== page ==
Here's How People Celebrated The Fall Of The Berlin Wall

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Following World War II, control of Germany was shared among four nations — the United States, the United Kingdom, France, and the Soviet Union. Germany’s capital of Berlin was divided between West and East, with the USSR maintaining control of the latter.

In 1961, in effort to keep the citizens of Eastern Berlin from relocating to the West, the USSR erected two concrete walls across 87 miles of Berlin, effectively segregating the East from the West and separating family, friends, and neighbors from one another. Between these two walls was a barren wasteland known as the “death strip” where armed guards monitored for defectors and many were killed attempting to flee East Germany.

In November 1989, following weeks of protests against the Soviet occupation of Berlin, Soviet premier Mikhail Gorbachev formally declared the opening of the border and the fall of the Berlin Wall. These pictures capture the emotional moments when Germany became whole again.

The Berlin Wall opening in 1989.

A boy chips at the Berlin wall on Nov. 12, 1989.

People climb onto the Berlin Wall on Nov. 10, 1989, the morning after the announcement by the East German government that they would start granting exit visas to East Germans wanting to go to the West. The announcement was misinterpreted as meaning the border was completely open, and East German border guards were unable or unwilling to control the thousands of people who rushed to the Wall.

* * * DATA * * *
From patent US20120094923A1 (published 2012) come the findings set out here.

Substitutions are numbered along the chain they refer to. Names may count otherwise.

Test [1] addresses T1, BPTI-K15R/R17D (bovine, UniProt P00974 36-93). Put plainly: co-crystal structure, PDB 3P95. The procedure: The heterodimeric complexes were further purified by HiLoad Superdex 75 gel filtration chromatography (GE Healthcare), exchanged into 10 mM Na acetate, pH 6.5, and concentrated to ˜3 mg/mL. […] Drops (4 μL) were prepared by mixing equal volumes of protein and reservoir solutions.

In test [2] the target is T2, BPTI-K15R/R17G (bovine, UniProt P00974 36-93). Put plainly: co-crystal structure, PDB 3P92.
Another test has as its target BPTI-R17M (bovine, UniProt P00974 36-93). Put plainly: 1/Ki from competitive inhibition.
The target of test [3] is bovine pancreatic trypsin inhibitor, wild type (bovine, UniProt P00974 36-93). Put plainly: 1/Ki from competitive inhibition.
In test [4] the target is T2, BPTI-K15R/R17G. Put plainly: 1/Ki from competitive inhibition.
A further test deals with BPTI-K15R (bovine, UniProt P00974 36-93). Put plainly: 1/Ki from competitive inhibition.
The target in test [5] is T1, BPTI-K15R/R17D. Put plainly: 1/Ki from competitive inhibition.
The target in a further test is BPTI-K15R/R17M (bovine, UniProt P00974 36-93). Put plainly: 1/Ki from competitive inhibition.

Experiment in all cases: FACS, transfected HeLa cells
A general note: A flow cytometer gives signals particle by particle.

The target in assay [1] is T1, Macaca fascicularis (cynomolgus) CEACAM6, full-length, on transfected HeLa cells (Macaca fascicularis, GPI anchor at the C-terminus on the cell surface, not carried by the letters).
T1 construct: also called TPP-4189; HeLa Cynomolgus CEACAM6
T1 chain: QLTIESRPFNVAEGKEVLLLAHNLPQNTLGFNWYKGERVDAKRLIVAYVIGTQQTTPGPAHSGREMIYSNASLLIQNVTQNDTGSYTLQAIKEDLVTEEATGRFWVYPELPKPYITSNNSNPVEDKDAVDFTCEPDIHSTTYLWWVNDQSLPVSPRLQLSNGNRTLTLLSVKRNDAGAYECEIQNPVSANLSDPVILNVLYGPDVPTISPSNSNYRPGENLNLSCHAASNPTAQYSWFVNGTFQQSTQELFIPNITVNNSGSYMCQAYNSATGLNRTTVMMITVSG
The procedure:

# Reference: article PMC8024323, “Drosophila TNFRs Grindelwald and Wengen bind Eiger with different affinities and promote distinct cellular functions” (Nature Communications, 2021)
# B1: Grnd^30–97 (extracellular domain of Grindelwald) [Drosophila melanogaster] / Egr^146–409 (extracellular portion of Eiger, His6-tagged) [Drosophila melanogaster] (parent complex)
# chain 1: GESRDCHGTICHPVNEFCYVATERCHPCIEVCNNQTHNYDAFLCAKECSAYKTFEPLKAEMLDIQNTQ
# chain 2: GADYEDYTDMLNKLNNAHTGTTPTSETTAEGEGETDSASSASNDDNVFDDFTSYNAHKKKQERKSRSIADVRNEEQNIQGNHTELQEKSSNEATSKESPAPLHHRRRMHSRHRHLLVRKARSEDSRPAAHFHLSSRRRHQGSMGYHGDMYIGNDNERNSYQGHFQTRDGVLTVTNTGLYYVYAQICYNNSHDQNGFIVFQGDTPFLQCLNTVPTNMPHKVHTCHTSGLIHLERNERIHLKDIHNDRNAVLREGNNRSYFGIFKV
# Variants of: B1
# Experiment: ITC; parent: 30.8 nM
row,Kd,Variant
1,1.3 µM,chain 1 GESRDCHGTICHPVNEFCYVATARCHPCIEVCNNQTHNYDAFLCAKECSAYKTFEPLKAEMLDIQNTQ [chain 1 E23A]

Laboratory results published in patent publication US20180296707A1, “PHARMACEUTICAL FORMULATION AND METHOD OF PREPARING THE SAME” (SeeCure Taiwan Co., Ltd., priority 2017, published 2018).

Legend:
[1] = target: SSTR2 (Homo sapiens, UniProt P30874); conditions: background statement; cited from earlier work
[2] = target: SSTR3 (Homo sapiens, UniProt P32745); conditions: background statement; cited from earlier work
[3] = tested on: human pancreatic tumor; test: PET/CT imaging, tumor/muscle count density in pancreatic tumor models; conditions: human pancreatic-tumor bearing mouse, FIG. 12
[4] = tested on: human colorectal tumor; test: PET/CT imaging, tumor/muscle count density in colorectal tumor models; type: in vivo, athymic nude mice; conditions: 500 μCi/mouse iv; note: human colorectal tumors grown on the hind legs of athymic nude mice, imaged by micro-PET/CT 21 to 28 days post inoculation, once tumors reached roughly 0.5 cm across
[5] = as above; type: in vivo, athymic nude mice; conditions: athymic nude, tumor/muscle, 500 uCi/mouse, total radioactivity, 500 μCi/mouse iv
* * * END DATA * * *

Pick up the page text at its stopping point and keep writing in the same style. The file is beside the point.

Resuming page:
A pair of punk rockers chip away at the Berlin Wall in this undated photo.

Thousands of people rushed to the Berlin Wall in the first few days after the opening of the border on Nov. 9, 1989.

East German guards inspect the damaged wall.

A couple embrace at the fall of the Berlin Wall.

East and West German Police contain the crowd of East Berliners flowing through the recent opening made in the Berlin wall at Potsdamer Square, on Nov. 12, 1989.

Opening of the border crossing at Bernauer Strassee.

A crying woman dabs her eyes at the opening of the passage under the Wahlenstrasse bridge.

A man celebrates on the Berlin Wall on Nov. 12, 1989.

East and West German Border Guards meet.

East German border guards hold flower bouquets after opening of the border on Nov. 9, 1989.

An East German woman crosses the border with her passport.

Left: An emotional East German man embraces a young girl at the Austrian–Hungarian border after its official opening. Right: A West Berliner prepares to hand over an FRG flag to East German guards through a portion of the fallen Berlin Wall near the Brandenburg Gate on Nov. 11, 1989.

East Germans enter West Germany.

A family in a car is welcomed by people at the former inner-German border on Nov. 9, 1989.

A West German offers champagne to an East German man passing through Checkpoint Charlie.

An East German woman driving a car receives a kiss from a West German woman at Checkpoint Charlie.

Germans celebrate at the opening of the Berlin Wall in November 1989.

The Berlin Wall opening in November 1989.

A man attacks the Berlin Wall with a pickax on the night of Nov. 9, 1989, as news spread rapidly that the East German government would start granting exit visas to anyone who wanted to go to the West.

A young couple shares a kiss at the Berlin Wall on Nov. 10, 1989.

West Germans bring food and drink to East German border guards on Nov. 10, 1989.

A traffic jam stretches along a highway near Leipzig, East Germany, as East Germans emigrate following the fall of the Berlin Wall.

  • Gabriel H. Sanchez is the photo essay editor for BuzzFeed News and is based in New York City.

    Contact Gabriel H. Sanchez at [email protected]

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